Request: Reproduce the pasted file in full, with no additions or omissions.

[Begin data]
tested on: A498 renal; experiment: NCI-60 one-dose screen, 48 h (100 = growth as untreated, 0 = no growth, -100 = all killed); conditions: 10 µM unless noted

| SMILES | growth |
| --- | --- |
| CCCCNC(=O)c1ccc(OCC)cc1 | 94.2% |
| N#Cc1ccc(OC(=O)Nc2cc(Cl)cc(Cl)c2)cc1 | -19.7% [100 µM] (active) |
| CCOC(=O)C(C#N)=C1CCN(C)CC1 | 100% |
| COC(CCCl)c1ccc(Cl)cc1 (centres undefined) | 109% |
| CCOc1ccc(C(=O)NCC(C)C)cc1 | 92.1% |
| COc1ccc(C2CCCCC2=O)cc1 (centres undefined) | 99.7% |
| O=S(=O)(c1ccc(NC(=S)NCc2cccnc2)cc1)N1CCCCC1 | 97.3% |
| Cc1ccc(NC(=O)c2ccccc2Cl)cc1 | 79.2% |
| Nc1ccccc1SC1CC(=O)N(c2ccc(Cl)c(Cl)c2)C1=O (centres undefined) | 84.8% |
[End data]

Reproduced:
tested on: A498 renal; experiment: NCI-60 one-dose screen, 48 h (100 = growth as untreated, 0 = no growth, -100 = all killed); conditions: 10 µM unless noted

| SMILES | growth |
| --- | --- |
| CCCCNC(=O)c1ccc(OCC)cc1 | 94.2% |
| N#Cc1ccc(OC(=O)Nc2cc(Cl)cc(Cl)c2)cc1 | -19.7% [100 µM] (active) |
| CCOC(=O)C(C#N)=C1CCN(C)CC1 | 100% |
| COC(CCCl)c1ccc(Cl)cc1 (centres undefined) | 109% |
| CCOc1ccc(C(=O)NCC(C)C)cc1 | 92.1% |
| COc1ccc(C2CCCCC2=O)cc1 (centres undefined) | 99.7% |
| O=S(=O)(c1ccc(NC(=S)NCc2cccnc2)cc1)N1CCCCC1 | 97.3% |
| Cc1ccc(NC(=O)c2ccccc2Cl)cc1 | 79.2% |
| Nc1ccccc1SC1CC(=O)N(c2ccc(Cl)c(Cl)c2)C1=O (centres undefined) | 84.8% |